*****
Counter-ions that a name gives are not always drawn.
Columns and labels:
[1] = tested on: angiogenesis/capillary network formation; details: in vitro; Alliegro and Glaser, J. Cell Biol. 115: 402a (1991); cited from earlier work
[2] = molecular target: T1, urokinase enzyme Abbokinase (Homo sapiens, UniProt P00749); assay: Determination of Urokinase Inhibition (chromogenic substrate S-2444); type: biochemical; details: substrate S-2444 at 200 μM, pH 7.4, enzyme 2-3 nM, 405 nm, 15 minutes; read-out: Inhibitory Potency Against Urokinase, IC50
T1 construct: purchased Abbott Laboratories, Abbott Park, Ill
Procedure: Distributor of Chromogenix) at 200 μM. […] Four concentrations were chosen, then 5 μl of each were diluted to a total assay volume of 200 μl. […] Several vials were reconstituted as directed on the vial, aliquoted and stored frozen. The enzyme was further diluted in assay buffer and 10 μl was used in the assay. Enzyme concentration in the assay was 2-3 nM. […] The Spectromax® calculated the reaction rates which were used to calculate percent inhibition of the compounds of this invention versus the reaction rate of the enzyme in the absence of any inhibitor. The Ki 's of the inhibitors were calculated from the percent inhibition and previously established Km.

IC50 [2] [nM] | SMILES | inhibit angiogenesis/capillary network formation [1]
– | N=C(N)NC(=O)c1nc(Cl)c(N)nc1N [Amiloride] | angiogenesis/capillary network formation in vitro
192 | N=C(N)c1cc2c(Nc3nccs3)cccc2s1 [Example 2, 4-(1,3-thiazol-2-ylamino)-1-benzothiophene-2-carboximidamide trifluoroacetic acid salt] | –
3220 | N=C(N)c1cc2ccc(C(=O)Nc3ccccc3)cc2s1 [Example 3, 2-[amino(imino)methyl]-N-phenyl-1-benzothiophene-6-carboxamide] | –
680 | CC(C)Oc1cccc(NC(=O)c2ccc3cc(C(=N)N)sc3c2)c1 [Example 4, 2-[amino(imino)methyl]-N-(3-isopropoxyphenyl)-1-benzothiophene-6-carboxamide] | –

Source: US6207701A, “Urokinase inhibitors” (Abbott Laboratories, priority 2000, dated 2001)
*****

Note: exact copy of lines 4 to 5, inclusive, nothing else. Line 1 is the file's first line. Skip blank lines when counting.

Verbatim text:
[2] = molecular target: T1, urokinase enzyme Abbokinase (Homo sapiens, UniProt P00749); assay: Determination of Urokinase Inhibition (chromogenic substrate S-2444); type: biochemical; details: substrate S-2444 at 200 μM, pH 7.4, enzyme 2-3 nM, 405 nm, 15 minutes; read-out: Inhibitory Potency Against Urokinase, IC50
T1 construct: purchased Abbott Laboratories, Abbott Park, Ill